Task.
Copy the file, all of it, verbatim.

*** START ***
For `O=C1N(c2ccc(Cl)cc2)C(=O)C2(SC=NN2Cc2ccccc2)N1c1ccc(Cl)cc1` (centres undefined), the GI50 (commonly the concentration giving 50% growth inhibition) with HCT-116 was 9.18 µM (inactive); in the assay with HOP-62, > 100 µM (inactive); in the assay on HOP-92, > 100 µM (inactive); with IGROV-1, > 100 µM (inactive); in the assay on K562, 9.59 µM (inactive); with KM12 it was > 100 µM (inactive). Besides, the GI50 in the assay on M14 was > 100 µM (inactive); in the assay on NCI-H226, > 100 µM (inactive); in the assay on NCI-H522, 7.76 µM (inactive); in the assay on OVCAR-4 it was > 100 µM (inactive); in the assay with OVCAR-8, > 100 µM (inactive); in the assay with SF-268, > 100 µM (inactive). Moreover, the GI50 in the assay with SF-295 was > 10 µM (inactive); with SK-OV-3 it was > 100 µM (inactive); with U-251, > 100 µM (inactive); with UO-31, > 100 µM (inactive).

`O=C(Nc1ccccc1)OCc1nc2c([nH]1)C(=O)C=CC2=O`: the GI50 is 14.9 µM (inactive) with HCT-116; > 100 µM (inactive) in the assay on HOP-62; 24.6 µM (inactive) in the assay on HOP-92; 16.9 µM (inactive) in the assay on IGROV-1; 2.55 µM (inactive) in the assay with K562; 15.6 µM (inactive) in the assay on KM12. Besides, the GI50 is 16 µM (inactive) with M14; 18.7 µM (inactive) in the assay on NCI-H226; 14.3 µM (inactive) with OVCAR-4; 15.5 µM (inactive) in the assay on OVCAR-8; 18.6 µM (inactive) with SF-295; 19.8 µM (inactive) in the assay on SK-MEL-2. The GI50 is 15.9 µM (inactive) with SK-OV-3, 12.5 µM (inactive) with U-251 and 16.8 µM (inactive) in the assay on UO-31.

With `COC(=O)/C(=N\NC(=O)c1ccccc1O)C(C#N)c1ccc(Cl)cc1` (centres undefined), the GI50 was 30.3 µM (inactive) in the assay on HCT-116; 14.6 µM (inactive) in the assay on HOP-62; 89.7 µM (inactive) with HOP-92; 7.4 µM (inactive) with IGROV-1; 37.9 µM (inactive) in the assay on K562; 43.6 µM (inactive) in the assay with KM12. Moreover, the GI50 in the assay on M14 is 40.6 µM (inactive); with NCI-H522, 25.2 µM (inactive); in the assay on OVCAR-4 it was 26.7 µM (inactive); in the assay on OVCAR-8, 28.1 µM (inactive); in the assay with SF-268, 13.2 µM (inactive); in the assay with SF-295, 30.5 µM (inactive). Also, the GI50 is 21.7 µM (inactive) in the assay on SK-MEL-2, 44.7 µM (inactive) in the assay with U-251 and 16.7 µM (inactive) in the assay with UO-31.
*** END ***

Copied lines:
For `O=C1N(c2ccc(Cl)cc2)C(=O)C2(SC=NN2Cc2ccccc2)N1c1ccc(Cl)cc1` (centres undefined), the GI50 (commonly the concentration giving 50% growth inhibition) with HCT-116 was 9.18 µM (inactive); in the assay with HOP-62, > 100 µM (inactive); in the assay on HOP-92, > 100 µM (inactive); with IGROV-1, > 100 µM (inactive); in the assay on K562, 9.59 µM (inactive); with KM12 it was > 100 µM (inactive). Besides, the GI50 in the assay on M14 was > 100 µM (inactive); in the assay on NCI-H226, > 100 µM (inactive); in the assay on NCI-H522, 7.76 µM (inactive); in the assay on OVCAR-4 it was > 100 µM (inactive); in the assay with OVCAR-8, > 100 µM (inactive); in the assay with SF-268, > 100 µM (inactive). Moreover, the GI50 in the assay with SF-295 was > 10 µM (inactive); with SK-OV-3 it was > 100 µM (inactive); with U-251, > 100 µM (inactive); with UO-31, > 100 µM (inactive).

`O=C(Nc1ccccc1)OCc1nc2c([nH]1)C(=O)C=CC2=O`: the GI50 is 14.9 µM (inactive) with HCT-116; > 100 µM (inactive) in the assay on HOP-62; 24.6 µM (inactive) in the assay on HOP-92; 16.9 µM (inactive) in the assay on IGROV-1; 2.55 µM (inactive) in the assay with K562; 15.6 µM (inactive) in the assay on KM12. Besides, the GI50 is 16 µM (inactive) with M14; 18.7 µM (inactive) in the assay on NCI-H226; 14.3 µM (inactive) with OVCAR-4; 15.5 µM (inactive) in the assay on OVCAR-8; 18.6 µM (inactive) with SF-295; 19.8 µM (inactive) in the assay on SK-MEL-2. The GI50 is 15.9 µM (inactive) with SK-OV-3, 12.5 µM (inactive) with U-251 and 16.8 µM (inactive) in the assay on UO-31.

With `COC(=O)/C(=N\NC(=O)c1ccccc1O)C(C#N)c1ccc(Cl)cc1` (centres undefined), the GI50 was 30.3 µM (inactive) in the assay on HCT-116; 14.6 µM (inactive) in the assay on HOP-62; 89.7 µM (inactive) with HOP-92; 7.4 µM (inactive) with IGROV-1; 37.9 µM (inactive) in the assay on K562; 43.6 µM (inactive) in the assay with KM12. Moreover, the GI50 in the assay on M14 is 40.6 µM (inactive); with NCI-H522, 25.2 µM (inactive); in the assay on OVCAR-4 it was 26.7 µM (inactive); in the assay on OVCAR-8, 28.1 µM (inactive); in the assay with SF-268, 13.2 µM (inactive); in the assay with SF-295, 30.5 µM (inactive). Also, the GI50 is 21.7 µM (inactive) in the assay on SK-MEL-2, 44.7 µM (inactive) in the assay with U-251 and 16.7 µM (inactive) in the assay with UO-31.